The medical-devices industry has been slow to embrace the sustainability trend, according to companies working in the sector.
“Our feeling is that most manufacturers are not on top of it,” said Stephen Knowles, managing director of Industrial Design Consultancy, a U.K. company that provides design and development services to medical-device manufacturers. “Many manufacturers say they want to do something, but are not sure what to do.”
IDC is highlighting the need for greater understanding of sustainability in connection with IEC 60601, the international standard for environmentally conscious design of electronic medical equipment. The standard was introduced in 2007, but the third edition released in June this year makes compliance with part 9 obligatory rather than optional, putting pressure on European manufacturers to make their products more sustainable.
Recognizing the lack of awareness about sustainability, IDC has launched an online tool for allowing manufacturers to access data easily for life-cycle analysis of their products. The LCA calculator uses data from EcoInvent, based in St. Gallen, Switzerland, which provides a comprehensive inventory of materials and manufacturing processes and delivers easy-to-interpret results.
Knowles said users can also input materials and manufacturing data about their products, which their suppliers should give to them. Using the calculator, device manufacturers can identify the major environmental impacts of their existing products and then explore “what-if” scenarios for new designs, materials and technologies.
IDC works mainly with smaller companies with limited resources. For the big pharmaceutical companies that produce drug-delivery devices such as inhalers, sustainability has risen up the agenda, according to Orest Lastow, director of medical development at Zenit Design in Sweden. “Pharma companies are used to dealing with compliance; they take it seriously,” he said.
But even large companies are struggling to find a clear direction for their approach to sustainability. Some of the challenges of identifying and implementing sustainability improvements for drug inhalers were discussed in a paper presented by IPAC-RS Devices Working Group, a joint industry group made up of major pharma companies, at a conference called Drug Delivery to the Lungs, held in Edinburgh in December 2011.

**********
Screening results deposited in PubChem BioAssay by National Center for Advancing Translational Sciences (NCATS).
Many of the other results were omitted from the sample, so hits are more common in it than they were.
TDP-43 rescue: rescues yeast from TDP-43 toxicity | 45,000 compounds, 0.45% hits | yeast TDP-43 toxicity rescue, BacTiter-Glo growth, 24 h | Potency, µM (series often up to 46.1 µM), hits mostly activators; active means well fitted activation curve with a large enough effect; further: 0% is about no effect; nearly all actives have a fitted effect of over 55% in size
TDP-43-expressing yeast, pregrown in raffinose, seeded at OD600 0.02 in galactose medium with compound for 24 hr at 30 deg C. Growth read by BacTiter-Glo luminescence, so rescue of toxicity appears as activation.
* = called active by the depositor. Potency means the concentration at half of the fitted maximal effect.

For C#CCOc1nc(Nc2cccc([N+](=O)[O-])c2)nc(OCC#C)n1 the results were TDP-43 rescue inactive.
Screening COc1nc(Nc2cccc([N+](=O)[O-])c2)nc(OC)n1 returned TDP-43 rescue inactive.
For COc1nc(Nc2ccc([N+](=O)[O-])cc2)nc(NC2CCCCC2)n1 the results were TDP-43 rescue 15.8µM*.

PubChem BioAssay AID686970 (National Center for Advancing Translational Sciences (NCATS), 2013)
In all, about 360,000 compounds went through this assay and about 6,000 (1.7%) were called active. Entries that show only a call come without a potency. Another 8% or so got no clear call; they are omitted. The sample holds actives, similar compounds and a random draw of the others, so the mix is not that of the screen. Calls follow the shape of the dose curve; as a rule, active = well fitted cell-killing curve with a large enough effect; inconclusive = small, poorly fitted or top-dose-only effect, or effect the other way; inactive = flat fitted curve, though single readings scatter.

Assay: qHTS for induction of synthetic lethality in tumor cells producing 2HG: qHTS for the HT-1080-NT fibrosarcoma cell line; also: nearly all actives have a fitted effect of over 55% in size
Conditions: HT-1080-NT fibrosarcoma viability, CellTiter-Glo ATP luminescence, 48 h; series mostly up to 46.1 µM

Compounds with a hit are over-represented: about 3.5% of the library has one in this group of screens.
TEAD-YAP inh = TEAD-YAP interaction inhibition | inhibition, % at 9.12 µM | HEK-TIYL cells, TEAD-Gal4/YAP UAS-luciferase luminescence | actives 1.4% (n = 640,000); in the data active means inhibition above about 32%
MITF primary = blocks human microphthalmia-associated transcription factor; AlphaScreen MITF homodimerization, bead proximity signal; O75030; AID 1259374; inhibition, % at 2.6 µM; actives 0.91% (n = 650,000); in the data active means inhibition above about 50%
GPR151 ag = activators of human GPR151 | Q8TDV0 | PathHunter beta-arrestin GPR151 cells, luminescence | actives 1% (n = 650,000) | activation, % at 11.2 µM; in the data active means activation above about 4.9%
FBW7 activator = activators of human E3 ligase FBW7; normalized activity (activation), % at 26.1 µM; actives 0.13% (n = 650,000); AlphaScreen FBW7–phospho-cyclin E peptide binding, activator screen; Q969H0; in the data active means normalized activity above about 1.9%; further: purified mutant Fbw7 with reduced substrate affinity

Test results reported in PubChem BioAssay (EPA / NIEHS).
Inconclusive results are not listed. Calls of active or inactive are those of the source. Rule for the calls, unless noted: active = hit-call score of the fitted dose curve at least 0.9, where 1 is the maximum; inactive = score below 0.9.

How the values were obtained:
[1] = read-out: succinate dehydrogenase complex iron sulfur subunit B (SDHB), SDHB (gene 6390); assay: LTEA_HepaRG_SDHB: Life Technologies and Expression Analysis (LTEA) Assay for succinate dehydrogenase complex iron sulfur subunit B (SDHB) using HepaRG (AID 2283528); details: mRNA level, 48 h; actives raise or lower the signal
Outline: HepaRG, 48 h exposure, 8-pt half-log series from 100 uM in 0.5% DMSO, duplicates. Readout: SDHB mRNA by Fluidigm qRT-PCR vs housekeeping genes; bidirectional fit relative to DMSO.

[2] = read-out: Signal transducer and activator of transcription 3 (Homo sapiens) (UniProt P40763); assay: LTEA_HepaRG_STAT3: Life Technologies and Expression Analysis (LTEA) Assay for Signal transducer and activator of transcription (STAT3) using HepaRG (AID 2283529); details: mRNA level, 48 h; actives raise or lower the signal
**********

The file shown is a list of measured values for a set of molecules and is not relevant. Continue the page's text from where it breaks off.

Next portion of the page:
“The inhalation industry is behind other high-tech industries, such as electronics, with its adoption of sustainability,” the group said in the paper. “As the principles of sustainability are better understood and more fully applied, should the industry come together to move forward with realizing the gains that come with a sustainable approach, or wait for this to be imposed through legislation?”
Recycling used devices was a major challenge identified in the paper. Some pharma companies have started inhaler take-back programs, but there is no standard model for collection and there are handling concerns due to drug residues and patient bio-contamination.
Morten Nielsen, CEO of Bang & Olufsen Medicom, a drug-delivery device manufacturer based in Denmark, said device makers are currently following a compliance-led strategy for sustainability. Unlike the automotive sector, medical product makers are not using sustainability as a means to come up with products that drive sales growth.
“Is sustainability a differentiator? I don't think it is yet,” he said.
Nielsen also raises the potential for higher costs when developing and manufacturing a more sustainable medical device. Payment regimes in the health-care markets of European countries are not likely to pay a premium for a product because it is sustainable, he said.
Spiraling health-care costs are under scrutiny worldwide, and this is affecting drug- and device-development trends.
Orest Lastow said: “There is growing pressure on pharma companies to cut costs. And sustainability can add costs.”
Lastow said: “It's a struggle for companies to balance sustainability with other product-development needs. So they need to be smart about how they do the sustainability work.”